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Girl Spent Months in Hospital Fighting Cancer as a Child, Can Now See Old Hospital Room from College Dorm Window

When Martin Dorey dropped his 18-year-old daughter, Maggie, off at college at the University of West England, he opened her dorm room to an emotional surprise — from the dorm window, he could see her former room at the Bristol Royal Hospital for Children. “It felt like we had come full circle,” Dorey told The Washington Post. “It was a significant moment in Maggie’s life.”

When Maggie was a toddler, she spent six months battling acute myeloblastic leukemia, a cancer that is found in the bone marrow and blood. She endured several months of chemotherapy and intensive treatment. “It was just awful,” said Dorey. “I just remember feeling numb.” But, Maggie was a fighter. “Maggie never really let it get a hold of her,” he said. Dorey said that, throughout her hospital stay, “everyone was absolutely phenomenal.”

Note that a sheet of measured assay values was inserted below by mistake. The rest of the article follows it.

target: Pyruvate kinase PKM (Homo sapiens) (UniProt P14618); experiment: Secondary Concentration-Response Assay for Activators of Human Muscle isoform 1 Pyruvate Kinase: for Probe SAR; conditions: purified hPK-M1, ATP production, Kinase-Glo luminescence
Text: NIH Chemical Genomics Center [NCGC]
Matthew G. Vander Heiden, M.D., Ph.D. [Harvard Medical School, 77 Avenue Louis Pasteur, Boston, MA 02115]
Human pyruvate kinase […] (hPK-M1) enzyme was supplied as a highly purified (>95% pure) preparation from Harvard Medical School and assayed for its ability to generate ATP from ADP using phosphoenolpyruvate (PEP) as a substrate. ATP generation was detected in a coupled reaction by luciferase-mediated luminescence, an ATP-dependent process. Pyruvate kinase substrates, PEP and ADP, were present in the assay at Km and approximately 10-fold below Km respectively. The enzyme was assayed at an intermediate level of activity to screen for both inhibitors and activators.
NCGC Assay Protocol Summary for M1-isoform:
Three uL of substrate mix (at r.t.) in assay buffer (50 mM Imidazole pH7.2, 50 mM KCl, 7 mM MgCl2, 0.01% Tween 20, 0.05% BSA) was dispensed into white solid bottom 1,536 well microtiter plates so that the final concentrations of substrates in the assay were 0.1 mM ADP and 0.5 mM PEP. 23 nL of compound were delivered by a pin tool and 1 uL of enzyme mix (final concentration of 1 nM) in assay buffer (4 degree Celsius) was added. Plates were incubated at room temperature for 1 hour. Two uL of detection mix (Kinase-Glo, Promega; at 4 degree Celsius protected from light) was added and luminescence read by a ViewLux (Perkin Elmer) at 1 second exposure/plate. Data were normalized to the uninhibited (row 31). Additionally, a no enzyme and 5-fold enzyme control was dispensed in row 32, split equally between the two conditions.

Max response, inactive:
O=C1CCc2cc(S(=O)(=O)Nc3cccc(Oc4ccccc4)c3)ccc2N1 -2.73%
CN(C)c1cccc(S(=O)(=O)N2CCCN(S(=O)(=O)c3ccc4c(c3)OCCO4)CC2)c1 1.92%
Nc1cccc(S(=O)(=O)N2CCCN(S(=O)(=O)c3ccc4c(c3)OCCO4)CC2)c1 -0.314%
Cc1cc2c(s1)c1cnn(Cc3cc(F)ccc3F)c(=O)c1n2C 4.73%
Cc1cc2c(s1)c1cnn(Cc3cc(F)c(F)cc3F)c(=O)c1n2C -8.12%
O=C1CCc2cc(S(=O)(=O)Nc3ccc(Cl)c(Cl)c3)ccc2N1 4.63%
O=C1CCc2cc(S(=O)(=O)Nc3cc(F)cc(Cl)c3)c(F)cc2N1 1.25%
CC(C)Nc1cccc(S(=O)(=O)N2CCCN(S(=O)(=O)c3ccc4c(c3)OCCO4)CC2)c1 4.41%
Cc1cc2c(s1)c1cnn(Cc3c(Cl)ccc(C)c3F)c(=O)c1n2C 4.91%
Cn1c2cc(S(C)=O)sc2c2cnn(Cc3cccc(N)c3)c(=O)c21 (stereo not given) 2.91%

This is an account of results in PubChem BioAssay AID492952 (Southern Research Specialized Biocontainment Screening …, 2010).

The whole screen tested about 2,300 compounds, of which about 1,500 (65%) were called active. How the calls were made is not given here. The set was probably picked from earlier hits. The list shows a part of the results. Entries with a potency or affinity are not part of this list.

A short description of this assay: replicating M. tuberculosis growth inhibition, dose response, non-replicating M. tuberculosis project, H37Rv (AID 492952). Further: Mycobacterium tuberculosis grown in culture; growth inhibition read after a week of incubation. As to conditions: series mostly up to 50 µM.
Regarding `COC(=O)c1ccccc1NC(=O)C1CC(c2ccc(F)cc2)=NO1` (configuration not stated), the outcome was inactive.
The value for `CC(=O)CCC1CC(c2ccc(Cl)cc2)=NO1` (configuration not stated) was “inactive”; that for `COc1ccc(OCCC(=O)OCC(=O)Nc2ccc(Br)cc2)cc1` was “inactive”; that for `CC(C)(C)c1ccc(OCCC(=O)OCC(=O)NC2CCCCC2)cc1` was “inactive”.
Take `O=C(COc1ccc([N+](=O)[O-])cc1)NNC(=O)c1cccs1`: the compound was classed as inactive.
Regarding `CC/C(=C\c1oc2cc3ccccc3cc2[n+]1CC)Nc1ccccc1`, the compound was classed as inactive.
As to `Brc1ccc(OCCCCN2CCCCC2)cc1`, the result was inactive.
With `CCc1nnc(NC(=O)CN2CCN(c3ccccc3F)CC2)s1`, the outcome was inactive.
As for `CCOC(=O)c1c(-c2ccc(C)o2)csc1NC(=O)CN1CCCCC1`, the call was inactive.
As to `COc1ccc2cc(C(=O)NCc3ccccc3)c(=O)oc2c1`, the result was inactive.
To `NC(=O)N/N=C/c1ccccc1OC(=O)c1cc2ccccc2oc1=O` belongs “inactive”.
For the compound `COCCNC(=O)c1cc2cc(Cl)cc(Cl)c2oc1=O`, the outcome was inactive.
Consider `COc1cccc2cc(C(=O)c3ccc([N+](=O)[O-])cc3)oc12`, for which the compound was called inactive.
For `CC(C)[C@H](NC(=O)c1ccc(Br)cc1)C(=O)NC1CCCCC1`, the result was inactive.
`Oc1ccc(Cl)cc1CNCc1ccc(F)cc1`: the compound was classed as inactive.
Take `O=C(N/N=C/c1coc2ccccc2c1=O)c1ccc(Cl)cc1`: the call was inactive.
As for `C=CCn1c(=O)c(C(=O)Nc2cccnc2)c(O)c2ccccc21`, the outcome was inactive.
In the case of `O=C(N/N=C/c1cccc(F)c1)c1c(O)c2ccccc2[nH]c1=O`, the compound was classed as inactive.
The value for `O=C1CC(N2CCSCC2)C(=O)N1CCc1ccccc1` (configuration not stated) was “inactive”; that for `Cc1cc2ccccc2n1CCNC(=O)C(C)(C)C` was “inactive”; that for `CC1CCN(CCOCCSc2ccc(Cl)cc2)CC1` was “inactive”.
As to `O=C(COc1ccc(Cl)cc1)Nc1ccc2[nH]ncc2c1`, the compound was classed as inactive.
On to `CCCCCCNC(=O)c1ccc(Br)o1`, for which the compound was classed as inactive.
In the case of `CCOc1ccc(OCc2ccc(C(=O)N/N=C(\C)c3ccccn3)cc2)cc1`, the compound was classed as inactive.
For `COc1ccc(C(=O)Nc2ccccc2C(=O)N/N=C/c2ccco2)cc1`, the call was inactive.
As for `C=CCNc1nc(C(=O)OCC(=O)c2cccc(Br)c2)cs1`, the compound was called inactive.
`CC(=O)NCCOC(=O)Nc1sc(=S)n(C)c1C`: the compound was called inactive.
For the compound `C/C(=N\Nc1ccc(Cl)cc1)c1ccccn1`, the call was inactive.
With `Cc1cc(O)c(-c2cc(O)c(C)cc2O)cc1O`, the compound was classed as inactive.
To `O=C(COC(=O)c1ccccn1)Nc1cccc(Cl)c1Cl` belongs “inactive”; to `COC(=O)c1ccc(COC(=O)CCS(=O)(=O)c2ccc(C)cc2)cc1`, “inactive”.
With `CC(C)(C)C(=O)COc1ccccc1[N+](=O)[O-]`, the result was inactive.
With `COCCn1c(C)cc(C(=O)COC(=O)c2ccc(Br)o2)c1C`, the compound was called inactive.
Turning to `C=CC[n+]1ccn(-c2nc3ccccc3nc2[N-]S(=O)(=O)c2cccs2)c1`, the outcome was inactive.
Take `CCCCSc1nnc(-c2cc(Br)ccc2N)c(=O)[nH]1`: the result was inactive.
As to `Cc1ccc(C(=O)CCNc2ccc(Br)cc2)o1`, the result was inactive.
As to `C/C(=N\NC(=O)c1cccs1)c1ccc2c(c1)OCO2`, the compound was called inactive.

One evening in particular, Maggie was given a new chemo drug that sent her into anaphylactic shock, meaning her airways began to close. Two young nurses, Charlotte and Charlie, immediately sprang into action and saved Maggie’s life. “They acted really quickly and got adrenaline into her and, basically, saved her life,” Dorey said, adding that she is now healthy and in remission.

At the time, Maggie’s mother was pregnant with their second child, who they named “Charlotte” after the nurses that saved their daughter’s life.

Seventeen years later, Charlotte Higby, one of the nurses that evening, found a tweet from Dorey. 

The tweet went viral after Higby commented, “Wow — that gives me goosebumps! As a nurse who looked after Maggie all those years ago, I can’t tell you how much this post means. Have an amazing time Maggie.”

Dorey responded and told Higby that she is the reason his second daughter is named Charlie. Higby said that she has never forgotten that night, and called the name choice “lovely.”

With the attention that the Twitter exchange brought on, Dorey has decided to raise money for several organizations that support children with life-threatening illnesses. “It’s an opportunity and we shouldn’t miss it, because there are kids who are still being diagnosed and parents who are going through awful things,” Dorey said.

His daughter’s illness taught him to “never take anything for granted” and “be grateful for everything you have.”

Image source: BBC

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